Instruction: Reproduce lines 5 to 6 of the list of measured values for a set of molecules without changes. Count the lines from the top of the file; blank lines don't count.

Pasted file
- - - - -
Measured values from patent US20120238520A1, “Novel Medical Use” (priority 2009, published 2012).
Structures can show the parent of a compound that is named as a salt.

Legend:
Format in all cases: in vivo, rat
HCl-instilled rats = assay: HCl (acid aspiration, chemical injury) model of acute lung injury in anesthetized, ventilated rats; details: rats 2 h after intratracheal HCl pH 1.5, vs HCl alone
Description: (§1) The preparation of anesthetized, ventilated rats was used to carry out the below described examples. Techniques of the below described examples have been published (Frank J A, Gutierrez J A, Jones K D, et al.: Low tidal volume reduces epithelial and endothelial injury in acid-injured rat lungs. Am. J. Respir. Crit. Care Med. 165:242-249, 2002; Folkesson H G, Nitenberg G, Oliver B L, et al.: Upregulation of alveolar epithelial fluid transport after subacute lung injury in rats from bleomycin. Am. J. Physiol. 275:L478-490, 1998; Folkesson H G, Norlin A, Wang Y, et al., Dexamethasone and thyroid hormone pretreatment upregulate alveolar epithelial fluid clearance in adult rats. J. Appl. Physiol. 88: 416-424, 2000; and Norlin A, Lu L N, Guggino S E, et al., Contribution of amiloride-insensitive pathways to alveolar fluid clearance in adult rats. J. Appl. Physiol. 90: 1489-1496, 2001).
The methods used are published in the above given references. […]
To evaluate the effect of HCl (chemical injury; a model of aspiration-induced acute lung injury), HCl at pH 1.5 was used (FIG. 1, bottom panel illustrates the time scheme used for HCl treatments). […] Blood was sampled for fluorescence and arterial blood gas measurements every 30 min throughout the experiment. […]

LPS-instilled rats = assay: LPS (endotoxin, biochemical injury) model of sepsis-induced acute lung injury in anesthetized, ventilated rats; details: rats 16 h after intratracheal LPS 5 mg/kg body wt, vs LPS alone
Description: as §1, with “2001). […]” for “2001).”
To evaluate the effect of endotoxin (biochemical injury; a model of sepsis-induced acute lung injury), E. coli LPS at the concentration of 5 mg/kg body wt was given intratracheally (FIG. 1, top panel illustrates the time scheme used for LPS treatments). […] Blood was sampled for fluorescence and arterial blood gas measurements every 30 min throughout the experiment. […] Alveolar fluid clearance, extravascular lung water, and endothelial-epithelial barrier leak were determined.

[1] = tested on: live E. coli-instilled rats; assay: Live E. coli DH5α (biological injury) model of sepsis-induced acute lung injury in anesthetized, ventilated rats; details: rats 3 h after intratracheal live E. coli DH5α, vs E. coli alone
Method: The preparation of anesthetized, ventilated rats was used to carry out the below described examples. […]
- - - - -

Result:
HCl-instilled rats = assay: HCl (acid aspiration, chemical injury) model of acute lung injury in anesthetized, ventilated rats; details: rats 2 h after intratracheal HCl pH 1.5, vs HCl alone
Description: (§1) The preparation of anesthetized, ventilated rats was used to carry out the below described examples. Techniques of the below described examples have been published (Frank J A, Gutierrez J A, Jones K D, et al.: Low tidal volume reduces epithelial and endothelial injury in acid-injured rat lungs. Am. J. Respir. Crit. Care Med. 165:242-249, 2002; Folkesson H G, Nitenberg G, Oliver B L, et al.: Upregulation of alveolar epithelial fluid transport after subacute lung injury in rats from bleomycin. Am. J. Physiol. 275:L478-490, 1998; Folkesson H G, Norlin A, Wang Y, et al., Dexamethasone and thyroid hormone pretreatment upregulate alveolar epithelial fluid clearance in adult rats. J. Appl. Physiol. 88: 416-424, 2000; and Norlin A, Lu L N, Guggino S E, et al., Contribution of amiloride-insensitive pathways to alveolar fluid clearance in adult rats. J. Appl. Physiol. 90: 1489-1496, 2001).